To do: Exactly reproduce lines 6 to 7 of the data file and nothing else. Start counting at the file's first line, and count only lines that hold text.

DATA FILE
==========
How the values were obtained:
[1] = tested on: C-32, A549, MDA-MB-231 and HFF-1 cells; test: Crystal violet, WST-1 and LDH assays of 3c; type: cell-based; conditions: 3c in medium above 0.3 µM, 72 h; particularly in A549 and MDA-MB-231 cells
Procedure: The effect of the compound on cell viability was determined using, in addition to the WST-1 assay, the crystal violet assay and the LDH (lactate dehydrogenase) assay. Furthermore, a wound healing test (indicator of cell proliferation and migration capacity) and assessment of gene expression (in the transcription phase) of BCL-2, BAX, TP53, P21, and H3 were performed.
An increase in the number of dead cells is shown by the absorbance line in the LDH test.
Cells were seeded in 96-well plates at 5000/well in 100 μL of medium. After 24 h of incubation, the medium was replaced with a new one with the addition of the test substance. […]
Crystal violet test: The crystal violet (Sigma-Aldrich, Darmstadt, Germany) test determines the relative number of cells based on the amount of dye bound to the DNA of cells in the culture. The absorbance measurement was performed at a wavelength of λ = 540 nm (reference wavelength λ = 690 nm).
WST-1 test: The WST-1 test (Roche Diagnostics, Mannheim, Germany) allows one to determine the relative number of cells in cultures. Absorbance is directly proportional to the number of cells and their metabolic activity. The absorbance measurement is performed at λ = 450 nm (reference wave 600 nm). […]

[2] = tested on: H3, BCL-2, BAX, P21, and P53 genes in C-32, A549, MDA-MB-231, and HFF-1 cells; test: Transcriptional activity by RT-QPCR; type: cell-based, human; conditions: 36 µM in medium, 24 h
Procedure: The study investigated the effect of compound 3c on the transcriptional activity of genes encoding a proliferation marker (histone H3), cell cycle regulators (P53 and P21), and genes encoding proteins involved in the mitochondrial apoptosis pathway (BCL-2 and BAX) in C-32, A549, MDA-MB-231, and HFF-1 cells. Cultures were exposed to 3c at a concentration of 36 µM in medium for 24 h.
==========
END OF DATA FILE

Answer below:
Crystal violet test: The crystal violet (Sigma-Aldrich, Darmstadt, Germany) test determines the relative number of cells based on the amount of dye bound to the DNA of cells in the culture. The absorbance measurement was performed at a wavelength of λ = 540 nm (reference wavelength λ = 690 nm).
WST-1 test: The WST-1 test (Roche Diagnostics, Mannheim, Germany) allows one to determine the relative number of cells in cultures. Absorbance is directly proportional to the number of cells and their metabolic activity. The absorbance measurement is performed at λ = 450 nm (reference wave 600 nm). […]